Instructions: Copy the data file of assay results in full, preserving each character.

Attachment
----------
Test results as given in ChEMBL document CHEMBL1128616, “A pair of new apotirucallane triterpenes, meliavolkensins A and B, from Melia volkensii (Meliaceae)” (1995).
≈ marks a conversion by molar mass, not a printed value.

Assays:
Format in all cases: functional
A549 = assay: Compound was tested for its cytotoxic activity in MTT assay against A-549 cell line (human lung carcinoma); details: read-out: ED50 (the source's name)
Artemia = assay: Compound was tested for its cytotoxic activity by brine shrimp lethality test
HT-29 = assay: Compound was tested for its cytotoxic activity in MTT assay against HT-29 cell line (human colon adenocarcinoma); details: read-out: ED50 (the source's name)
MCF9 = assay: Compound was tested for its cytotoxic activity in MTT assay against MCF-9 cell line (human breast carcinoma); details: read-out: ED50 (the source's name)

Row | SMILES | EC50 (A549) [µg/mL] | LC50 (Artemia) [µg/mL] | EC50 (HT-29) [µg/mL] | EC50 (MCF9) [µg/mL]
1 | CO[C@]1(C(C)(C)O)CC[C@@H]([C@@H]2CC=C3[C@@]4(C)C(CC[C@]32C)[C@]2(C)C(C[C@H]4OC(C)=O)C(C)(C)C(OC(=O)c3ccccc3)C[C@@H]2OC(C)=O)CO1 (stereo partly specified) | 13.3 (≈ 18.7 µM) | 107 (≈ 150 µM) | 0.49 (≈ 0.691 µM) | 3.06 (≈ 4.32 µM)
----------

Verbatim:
Test results as given in ChEMBL document CHEMBL1128616, “A pair of new apotirucallane triterpenes, meliavolkensins A and B, from Melia volkensii (Meliaceae)” (1995).
≈ marks a conversion by molar mass, not a printed value.

Assays:
Format in all cases: functional
A549 = assay: Compound was tested for its cytotoxic activity in MTT assay against A-549 cell line (human lung carcinoma); details: read-out: ED50 (the source's name)
Artemia = assay: Compound was tested for its cytotoxic activity by brine shrimp lethality test
HT-29 = assay: Compound was tested for its cytotoxic activity in MTT assay against HT-29 cell line (human colon adenocarcinoma); details: read-out: ED50 (the source's name)
MCF9 = assay: Compound was tested for its cytotoxic activity in MTT assay against MCF-9 cell line (human breast carcinoma); details: read-out: ED50 (the source's name)

Row | SMILES | EC50 (A549) [µg/mL] | LC50 (Artemia) [µg/mL] | EC50 (HT-29) [µg/mL] | EC50 (MCF9) [µg/mL]
1 | CO[C@]1(C(C)(C)O)CC[C@@H]([C@@H]2CC=C3[C@@]4(C)C(CC[C@]32C)[C@]2(C)C(C[C@H]4OC(C)=O)C(C)(C)C(OC(=O)c3ccccc3)C[C@@H]2OC(C)=O)CO1 (stereo partly specified) | 13.3 (≈ 18.7 µM) | 107 (≈ 150 µM) | 0.49 (≈ 0.691 µM) | 3.06 (≈ 4.32 µM)